A LOCAL author has given all the profits from her successful first book towards the search for a cure for Parkinson’s Disease.
So far, £3,500 has been donated to this cause.
Retired schoolteacher Lorna Quin published ‘Yes We Have No Bananas’ towards the end of last year.
It’s a collection of stories and memories from older people who were children during World War II, including Edsel Muldrew from Markethill who remembered how the American troops carved a beautiful Native American chief’s head on a tree in Gosford Demesne.
The book proved so popular that the first print run completely sold out.
Another run was quickly arranged and a small number of copies are still available.
Lorna, meanwhile, is working on a second volume after being contacted by, or put in touch with, many more people with fascinating memories of that tumultuous time.
“Originally, I wanted to do something to remember my uncle who had Parkinson’s disease,” said Lorna.
“And I thought if I could, at the same time, make some money to help with the search for a cure for PD then it would be a win/win situation.”
Writer and broadcaster Gordon Adair wrote the foreword to the book.
He was diagnosed with Parkinson’s just over 10 years ago.
Recently, he was at the Leonard Wolfson Centre for Experimental Neurosurgery in London to see how the money raised was being put to use and to hear how grateful the staff there are for such donations.
Gordon said: “Leading edge medical research, such as that being done at the Leonard Wolfson Centre, takes a staggering amount of money from a wide-range of funders.
“Donations from private initiatives like this make up such a significant part of the budget which allows the dedicated and hard-working staff to get on with the search for a cure and to bring that cure a little closer every day.”
‘Yes! We Have No Bananas’ began life as a research project she undertook on behalf of Markethill District Historical Society.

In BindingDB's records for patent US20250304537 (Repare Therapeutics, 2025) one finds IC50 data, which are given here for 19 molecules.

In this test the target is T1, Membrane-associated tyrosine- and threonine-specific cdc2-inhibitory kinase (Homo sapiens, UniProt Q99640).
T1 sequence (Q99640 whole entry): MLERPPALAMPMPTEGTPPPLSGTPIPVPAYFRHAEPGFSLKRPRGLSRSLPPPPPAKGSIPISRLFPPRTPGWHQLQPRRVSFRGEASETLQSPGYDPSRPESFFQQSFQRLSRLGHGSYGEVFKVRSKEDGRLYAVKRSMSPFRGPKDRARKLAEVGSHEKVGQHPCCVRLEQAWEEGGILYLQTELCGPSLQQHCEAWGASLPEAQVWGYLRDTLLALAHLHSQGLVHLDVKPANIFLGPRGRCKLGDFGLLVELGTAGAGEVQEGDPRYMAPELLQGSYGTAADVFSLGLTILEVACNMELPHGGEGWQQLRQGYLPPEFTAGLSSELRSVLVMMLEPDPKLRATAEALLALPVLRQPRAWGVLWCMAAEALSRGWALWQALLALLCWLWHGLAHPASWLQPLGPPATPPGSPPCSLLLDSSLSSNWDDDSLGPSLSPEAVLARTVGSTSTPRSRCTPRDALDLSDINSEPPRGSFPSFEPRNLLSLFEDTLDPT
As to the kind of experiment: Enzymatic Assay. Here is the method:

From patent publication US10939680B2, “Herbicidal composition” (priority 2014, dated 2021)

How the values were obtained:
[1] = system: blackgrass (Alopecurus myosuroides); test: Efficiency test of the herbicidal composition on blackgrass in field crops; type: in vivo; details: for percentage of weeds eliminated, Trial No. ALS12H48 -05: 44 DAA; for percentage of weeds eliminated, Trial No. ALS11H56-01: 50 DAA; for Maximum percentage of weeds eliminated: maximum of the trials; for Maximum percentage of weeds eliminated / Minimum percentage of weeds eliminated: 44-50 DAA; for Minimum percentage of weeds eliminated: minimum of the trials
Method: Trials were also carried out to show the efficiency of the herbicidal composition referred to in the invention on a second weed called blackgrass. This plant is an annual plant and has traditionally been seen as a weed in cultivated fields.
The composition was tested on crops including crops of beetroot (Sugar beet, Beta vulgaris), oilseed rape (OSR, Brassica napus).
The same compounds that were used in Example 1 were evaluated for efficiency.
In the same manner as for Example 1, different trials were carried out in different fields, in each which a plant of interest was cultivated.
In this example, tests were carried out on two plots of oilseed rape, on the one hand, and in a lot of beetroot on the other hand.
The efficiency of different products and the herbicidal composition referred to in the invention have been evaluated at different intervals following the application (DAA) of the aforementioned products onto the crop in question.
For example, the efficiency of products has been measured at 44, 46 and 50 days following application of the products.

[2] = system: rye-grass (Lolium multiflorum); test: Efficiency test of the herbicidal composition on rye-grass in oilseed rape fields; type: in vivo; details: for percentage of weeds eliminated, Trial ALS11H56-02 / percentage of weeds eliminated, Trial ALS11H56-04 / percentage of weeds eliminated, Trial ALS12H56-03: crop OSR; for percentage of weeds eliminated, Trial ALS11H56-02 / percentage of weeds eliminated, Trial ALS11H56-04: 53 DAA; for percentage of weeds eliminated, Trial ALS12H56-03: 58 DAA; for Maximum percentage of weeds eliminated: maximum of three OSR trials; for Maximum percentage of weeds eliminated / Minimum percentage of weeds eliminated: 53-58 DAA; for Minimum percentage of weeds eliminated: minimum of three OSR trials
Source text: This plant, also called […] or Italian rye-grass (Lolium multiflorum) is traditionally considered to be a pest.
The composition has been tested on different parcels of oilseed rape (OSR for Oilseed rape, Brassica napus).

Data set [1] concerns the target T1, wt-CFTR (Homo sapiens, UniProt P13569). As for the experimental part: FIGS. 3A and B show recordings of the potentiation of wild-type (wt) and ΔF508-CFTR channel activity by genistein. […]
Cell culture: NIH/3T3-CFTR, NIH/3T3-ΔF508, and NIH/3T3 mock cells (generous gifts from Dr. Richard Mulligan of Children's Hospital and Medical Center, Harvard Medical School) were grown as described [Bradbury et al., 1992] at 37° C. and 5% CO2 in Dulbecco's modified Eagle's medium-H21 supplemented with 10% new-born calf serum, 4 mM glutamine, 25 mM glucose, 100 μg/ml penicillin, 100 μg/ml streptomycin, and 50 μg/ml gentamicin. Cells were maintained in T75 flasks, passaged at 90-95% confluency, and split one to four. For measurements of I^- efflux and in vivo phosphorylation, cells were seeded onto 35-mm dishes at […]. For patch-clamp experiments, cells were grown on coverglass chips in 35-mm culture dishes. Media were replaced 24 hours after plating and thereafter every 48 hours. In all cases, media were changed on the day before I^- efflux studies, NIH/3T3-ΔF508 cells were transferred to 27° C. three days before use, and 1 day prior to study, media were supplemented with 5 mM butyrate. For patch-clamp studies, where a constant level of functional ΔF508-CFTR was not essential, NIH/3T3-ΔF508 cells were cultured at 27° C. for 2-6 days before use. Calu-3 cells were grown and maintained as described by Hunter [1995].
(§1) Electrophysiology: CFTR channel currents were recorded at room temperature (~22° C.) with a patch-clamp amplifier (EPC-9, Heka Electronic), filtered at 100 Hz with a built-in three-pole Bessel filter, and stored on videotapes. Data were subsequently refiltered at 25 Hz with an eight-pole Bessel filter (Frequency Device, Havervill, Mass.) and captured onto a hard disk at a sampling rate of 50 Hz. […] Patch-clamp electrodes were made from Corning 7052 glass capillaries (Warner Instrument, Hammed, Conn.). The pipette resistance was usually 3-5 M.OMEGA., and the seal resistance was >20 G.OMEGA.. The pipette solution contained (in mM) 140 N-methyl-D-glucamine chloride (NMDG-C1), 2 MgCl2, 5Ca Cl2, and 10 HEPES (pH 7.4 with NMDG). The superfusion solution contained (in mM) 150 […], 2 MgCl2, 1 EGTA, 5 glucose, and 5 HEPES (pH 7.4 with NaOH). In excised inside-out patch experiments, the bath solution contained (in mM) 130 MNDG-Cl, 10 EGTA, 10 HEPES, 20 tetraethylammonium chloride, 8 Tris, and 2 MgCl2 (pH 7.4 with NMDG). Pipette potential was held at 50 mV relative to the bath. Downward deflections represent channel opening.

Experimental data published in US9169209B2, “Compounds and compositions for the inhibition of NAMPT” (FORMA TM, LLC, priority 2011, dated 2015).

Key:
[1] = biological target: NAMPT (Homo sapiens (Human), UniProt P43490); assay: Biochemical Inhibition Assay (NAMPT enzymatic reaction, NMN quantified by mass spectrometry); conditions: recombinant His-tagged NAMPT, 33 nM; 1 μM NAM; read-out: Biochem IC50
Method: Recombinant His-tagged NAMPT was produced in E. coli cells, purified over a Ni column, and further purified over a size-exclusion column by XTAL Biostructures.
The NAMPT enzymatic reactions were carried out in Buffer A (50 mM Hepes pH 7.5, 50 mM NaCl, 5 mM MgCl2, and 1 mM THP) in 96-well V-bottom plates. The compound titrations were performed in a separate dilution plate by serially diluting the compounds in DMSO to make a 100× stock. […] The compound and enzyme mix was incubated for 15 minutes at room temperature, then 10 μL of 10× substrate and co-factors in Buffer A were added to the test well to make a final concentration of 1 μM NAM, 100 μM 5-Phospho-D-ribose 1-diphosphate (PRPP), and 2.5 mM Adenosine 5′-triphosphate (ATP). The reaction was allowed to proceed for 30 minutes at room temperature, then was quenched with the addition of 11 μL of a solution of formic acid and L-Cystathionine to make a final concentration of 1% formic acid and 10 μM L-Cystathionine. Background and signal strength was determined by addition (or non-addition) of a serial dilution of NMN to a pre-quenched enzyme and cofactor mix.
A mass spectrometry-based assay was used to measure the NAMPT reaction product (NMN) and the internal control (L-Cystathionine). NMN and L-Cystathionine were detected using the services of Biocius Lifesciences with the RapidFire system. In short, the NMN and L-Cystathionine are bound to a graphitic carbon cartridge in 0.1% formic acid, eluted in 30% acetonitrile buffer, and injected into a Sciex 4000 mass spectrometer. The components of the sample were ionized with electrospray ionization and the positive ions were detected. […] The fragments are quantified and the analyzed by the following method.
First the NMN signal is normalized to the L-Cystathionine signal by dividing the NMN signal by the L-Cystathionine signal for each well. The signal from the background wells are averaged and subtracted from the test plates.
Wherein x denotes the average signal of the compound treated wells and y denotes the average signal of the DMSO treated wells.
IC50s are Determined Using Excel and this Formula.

However, as a result of what she was learning, Lorna very quickly decided that there was more than sufficient material of genuine interest to merit a book.
Her interviews with people from the Markethill area – and in some cases further afield - yielded a wealth of memories and information, not least the fact that due to rationing and the difficulty in importing food from overseas, inevitably there were significant restrictions.
Lorna told the Gazette, “I wanted to preserve these personal stories for posterity to celebrate the resilience and optimism of that war-time generation. Each story told is unique.”
Lorna explained, “I have dedicated this book to my late uncle, John Grant, who lived with Parkinson's for many years.
“And I have chosen the title as children during those war years never had the luxury of imported fruit due to restrictions on food availability.”
Adopted Portadown man, Stephen Hartley, tells of his childhood experiences in Halifax, Yorkshire and signing up for the RAF, while Ann Cassidy recalls her early years in wartime Armagh.
Edsel Muldrew from Markethill shares memories of having grown up in the grand entrance gate lodge of Gosford Castle.which was used as wartime camp for soldiers.
‘Yes! We Have No Bananas’ is not an original title, of course.
Back in the 1920s it was a highly successful American comedic song by Frank Silver and Irving Cohn. It enjoyed five weeks at No 1 in 1923 and the many artists to have recorded it over the years included Billy Jones, Billy Murray, Arthur Hall and Irving Haufman.
It was also recorded by Benny Goodman and His Orchestra and Spike Jones and His City Slickers.
A small number of copies of ‘Yes, We Have No Bananas (vol 1)’ are still available at the following outlets: Hunter’s Markethill, Whittle’s Armagh, Macari’s Armagh, Woods’ Spar Richhill, Garden Fresh Tandragee, Winnie’s Portadown and The Petty Sessions Poyntzpass or by contacting Lorna via email email@example.com